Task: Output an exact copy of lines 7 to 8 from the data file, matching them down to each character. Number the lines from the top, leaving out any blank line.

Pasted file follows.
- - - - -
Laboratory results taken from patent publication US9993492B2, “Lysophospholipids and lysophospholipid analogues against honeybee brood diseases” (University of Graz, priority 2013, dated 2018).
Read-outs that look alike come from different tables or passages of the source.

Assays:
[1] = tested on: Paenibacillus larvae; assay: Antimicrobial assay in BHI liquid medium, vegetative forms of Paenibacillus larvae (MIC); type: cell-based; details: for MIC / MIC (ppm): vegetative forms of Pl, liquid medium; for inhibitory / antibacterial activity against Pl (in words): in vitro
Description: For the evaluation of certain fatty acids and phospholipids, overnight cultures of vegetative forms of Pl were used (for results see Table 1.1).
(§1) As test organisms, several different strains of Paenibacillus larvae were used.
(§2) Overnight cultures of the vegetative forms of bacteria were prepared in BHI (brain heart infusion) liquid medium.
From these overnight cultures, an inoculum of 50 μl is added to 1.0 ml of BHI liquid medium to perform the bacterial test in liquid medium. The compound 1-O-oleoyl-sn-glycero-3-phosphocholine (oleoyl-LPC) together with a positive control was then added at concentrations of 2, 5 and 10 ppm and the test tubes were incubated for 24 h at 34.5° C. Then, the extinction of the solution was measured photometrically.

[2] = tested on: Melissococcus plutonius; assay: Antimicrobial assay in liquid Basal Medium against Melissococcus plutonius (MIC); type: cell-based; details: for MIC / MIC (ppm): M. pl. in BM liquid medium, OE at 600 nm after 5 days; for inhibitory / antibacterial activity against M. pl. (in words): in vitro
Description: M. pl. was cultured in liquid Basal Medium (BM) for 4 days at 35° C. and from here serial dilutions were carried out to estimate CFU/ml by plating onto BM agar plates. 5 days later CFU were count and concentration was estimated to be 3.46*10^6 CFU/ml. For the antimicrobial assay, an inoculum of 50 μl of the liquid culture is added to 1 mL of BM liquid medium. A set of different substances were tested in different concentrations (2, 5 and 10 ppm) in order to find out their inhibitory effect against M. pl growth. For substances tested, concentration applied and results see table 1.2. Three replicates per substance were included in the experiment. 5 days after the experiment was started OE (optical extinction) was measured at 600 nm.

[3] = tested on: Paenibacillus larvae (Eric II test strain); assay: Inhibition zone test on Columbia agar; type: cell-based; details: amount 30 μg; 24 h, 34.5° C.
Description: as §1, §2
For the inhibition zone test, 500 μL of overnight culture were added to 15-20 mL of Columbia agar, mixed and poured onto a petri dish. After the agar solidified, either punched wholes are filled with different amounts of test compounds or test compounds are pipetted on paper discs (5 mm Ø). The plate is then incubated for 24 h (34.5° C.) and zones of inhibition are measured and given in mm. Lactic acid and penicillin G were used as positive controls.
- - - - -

(§2) Overnight cultures of the vegetative forms of bacteria were prepared in BHI (brain heart infusion) liquid medium.
From these overnight cultures, an inoculum of 50 μl is added to 1.0 ml of BHI liquid medium to perform the bacterial test in liquid medium. The compound 1-O-oleoyl-sn-glycero-3-phosphocholine (oleoyl-LPC) together with a positive control was then added at concentrations of 2, 5 and 10 ppm and the test tubes were incubated for 24 h at 34.5° C. Then, the extinction of the solution was measured photometrically.